Handel - Brockes Passion, Johannes Passion (4 CD box set, APE)
Handel - Brockes Passion, Johannes Passion (4 CD box set, APE)

Performer: Istvan Gati, Jozsef Moldvai, Charles Brett, Judit Németh, Ibolya Verebits, et al.
Orchestra: Capella Savaria
Conductor: Nicholas McGegan, Pál Németh
Composer: George Frederick Handel
Audio CD
Number of Discs: 4 CD box set
Format: APE (image+cue)
Label: Brilliant Classics
Size: 834 MB
Recovery: +3%
Scan: yes

Brockes Passion (Der für die Sünde der Welt), oratorio, HWV 48
Composed by George Frideric Handel
Performed by Savaria Capella
with Maria Zadori, Istvan Gati, Eva Lax, Katalin Farkas, Eva Bartfai-Barta, Martin Klietmann
Conducted by Nicholas McGegan

St. John Passion (spurious)
Composed by George Frideric Handel
Performed by Savaria Capella
with Maria Zadori, Ibolya Verebits, Judit Nemeth, Istvan Gati, Jozsef Moldvai, Gabor Kallay, Charles Brett, Martin Klietmann
Conducted by Pal Nemeth

CD1 BROCKES PASSION 1/3
01. Sinfonia
02. Soprano, alto, coro: Mich vom Stricke meiner Sünden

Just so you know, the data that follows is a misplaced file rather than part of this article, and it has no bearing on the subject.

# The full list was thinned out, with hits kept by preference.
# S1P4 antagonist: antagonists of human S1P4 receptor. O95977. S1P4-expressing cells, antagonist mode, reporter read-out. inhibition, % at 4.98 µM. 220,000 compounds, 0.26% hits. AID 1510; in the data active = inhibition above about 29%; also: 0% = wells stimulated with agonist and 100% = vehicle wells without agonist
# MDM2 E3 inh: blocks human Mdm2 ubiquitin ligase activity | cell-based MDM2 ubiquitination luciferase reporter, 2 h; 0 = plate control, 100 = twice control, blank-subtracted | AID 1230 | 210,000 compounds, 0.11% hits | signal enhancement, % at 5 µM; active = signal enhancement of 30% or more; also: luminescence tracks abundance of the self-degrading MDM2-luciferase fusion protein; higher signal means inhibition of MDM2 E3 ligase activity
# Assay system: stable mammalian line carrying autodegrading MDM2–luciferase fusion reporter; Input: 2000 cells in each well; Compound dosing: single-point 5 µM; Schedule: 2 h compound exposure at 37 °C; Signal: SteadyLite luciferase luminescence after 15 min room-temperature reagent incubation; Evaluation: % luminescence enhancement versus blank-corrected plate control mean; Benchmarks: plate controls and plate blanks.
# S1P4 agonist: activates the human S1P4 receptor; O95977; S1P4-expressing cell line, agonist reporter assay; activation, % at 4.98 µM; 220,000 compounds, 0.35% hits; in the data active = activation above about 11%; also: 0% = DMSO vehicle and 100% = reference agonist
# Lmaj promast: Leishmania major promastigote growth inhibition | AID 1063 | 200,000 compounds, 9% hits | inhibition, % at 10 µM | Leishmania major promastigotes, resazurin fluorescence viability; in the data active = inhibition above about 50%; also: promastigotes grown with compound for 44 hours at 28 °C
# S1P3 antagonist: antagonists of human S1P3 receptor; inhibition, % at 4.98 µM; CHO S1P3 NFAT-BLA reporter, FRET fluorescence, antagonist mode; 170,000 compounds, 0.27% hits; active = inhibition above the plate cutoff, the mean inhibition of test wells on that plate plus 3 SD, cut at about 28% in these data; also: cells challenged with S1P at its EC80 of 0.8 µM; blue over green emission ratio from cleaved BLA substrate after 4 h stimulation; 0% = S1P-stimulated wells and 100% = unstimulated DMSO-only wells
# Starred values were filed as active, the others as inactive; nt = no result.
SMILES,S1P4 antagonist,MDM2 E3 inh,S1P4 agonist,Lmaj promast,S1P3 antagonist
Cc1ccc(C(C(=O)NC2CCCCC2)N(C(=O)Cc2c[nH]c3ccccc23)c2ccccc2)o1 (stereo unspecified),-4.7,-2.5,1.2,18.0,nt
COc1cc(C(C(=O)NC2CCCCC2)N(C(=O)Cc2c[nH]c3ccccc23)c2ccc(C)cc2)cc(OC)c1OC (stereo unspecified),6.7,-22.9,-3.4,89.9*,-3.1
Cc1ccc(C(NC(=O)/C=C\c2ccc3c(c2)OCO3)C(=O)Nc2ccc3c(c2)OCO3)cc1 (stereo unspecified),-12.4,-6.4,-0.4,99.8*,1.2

03. Recitativo evangelist: Als Jesus nun zu Tische sasse
04. Accompagnato Jesus: Das ist mein Leib
05. Aria Tochter Zion: Der Gott, dem alle Himmelskreise
06. Recitativo evangelist: Und bald hernach
07. Accompagnato Jesus: Das ist mein Blut
08. Aria Tochter Zion: Gott selbst der Brunnquell
09. Coro: Ach, wie hungert mein Gemüte
10. Recitativo evangelist/Jesus: Drauf sagten sie dem Höchsten Dank
11. Coro: Wir wollen alle eh’erblassen
12. Recitativo Jesus: Es ist gewiss
13. Aria Jesus: Weil ich den Hirten schlagen werde
14. Recitativo Petrus/Jesus: Aufs wenigste will ich
15. Aria Jesus: Mein Vater, mein Vater!
16. Recitativo Jesus: Mich drückt der Sünden
17. Aria Jesus: Ist’s möglich
18. Arioso Tochter Zion: Sünden, schaut mich Furcht
19. Recitativo evangelist: Die Pein vermehrte sich
20. Aria Tochter Zion: Brich, mein Herz
21. Recitativo evangelist: Ein Engel aber kam
22. Arioso Jesus, Petrus, Johannes, Jacobus: Erwachet doch!
23. Recitativo evangelist: Und eh’die Rede
24. Coro: Greift zu, schlagt tot
25. Recitativo evangelist, Judas: Und der Verräter
26. Coro: Er soll uns nicht entlaufen
27. Recitativo Judas, Jesus: Nimm, Rabbi, diesen Kuss
28. Aria Petrus: Gift und Glut
29. Recitativo Jesus: Steck nur das Schwert
30. Coro: O weh, sie binden ihn
31. Recitativo Petrus: Wo flieht ihr hin?
32. Aria Petrus: Nehmt mich mit
33. Recitativo evangelist, Caiphas, Jesus, Kriegsknecht: Und Jesus ward
34. Aria Tochter Zion: Was Bärentatzen, Löwenklauen
35. Recitativo evangelist, Magd 1, Petrus, Magd 2, Magd 3 Dies sahe Petrus an
36. Arioso Petrus: Ich will versinken
37. Recitativo evangelist, Petrus: Drauf krähete der Hahn

CD2 BROCKES PASSION 2/3
01. Aria Petrus: Heul, du Fluch!
02. Recitativo Petrus: Doch wie, will ich
03. Aria Petrus: Schau, ich fall’in strenger Busse
04. Coro: Ach, Gott und Herr